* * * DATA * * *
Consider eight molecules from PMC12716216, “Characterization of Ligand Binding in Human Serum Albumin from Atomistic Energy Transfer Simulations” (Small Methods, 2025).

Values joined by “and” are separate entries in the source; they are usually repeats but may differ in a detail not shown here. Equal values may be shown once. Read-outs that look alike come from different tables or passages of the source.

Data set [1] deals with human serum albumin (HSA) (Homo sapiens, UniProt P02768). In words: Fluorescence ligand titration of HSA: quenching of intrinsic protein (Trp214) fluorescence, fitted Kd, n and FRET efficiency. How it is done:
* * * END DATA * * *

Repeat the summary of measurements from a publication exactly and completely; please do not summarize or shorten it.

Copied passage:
Consider eight molecules from PMC12716216, “Characterization of Ligand Binding in Human Serum Albumin from Atomistic Energy Transfer Simulations” (Small Methods, 2025).

Values joined by “and” are separate entries in the source; they are usually repeats but may differ in a detail not shown here. Equal values may be shown once. Read-outs that look alike come from different tables or passages of the source.

Data set [1] deals with human serum albumin (HSA) (Homo sapiens, UniProt P02768). In words: Fluorescence ligand titration of HSA: quenching of intrinsic protein (Trp214) fluorescence, fitted Kd, n and FRET efficiency. How it is done: